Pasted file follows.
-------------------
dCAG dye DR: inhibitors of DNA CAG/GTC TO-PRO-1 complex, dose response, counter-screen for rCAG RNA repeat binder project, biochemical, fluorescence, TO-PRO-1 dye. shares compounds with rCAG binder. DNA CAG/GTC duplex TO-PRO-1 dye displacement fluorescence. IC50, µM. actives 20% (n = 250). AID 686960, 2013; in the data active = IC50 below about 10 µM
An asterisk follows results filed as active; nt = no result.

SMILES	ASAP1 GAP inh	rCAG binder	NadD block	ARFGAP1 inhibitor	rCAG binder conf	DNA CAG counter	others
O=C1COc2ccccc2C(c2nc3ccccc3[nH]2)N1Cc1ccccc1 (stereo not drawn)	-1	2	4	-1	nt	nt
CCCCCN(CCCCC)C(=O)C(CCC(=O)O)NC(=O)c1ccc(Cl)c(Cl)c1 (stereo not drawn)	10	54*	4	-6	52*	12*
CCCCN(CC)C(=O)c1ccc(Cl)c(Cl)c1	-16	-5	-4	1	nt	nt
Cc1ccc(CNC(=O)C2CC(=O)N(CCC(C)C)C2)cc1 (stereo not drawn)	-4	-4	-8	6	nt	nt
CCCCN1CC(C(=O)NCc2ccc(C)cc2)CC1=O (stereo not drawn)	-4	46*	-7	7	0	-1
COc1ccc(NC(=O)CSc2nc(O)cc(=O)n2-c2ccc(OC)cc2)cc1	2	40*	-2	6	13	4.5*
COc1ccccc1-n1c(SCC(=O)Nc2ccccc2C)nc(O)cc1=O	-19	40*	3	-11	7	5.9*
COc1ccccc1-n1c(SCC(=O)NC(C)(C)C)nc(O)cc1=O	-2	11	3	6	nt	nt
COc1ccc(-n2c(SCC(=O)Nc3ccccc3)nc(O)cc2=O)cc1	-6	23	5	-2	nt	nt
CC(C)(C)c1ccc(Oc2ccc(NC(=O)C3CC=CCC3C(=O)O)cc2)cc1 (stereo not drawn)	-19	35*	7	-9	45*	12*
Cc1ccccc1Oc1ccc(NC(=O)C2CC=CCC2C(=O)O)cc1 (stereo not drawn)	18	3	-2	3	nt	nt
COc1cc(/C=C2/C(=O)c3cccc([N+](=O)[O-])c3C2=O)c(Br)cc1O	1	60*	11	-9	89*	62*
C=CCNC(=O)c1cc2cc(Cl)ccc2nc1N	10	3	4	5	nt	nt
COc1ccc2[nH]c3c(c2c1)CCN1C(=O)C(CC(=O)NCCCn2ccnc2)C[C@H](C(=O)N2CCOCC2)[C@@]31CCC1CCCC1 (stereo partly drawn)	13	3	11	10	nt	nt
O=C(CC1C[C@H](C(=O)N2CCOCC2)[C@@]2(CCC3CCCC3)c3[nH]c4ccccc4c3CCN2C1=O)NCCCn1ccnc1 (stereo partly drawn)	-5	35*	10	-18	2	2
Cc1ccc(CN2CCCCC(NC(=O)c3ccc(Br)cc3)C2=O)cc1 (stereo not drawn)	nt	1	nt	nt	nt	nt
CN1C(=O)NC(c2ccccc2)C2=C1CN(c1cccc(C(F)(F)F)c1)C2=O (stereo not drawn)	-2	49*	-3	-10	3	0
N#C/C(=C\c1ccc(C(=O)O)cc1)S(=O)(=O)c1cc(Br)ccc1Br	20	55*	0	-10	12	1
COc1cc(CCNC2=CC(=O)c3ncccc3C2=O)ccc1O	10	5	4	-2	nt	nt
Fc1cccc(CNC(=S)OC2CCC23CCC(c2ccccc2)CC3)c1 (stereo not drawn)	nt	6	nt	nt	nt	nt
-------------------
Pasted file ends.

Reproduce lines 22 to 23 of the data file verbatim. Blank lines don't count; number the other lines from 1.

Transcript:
COc1cc(CCNC2=CC(=O)c3ncccc3C2=O)ccc1O	10	5	4	-2	nt	nt
Fc1cccc(CNC(=S)OC2CCC23CCC(c2ccccc2)CC3)c1 (stereo not drawn)	nt	6	nt	nt	nt	nt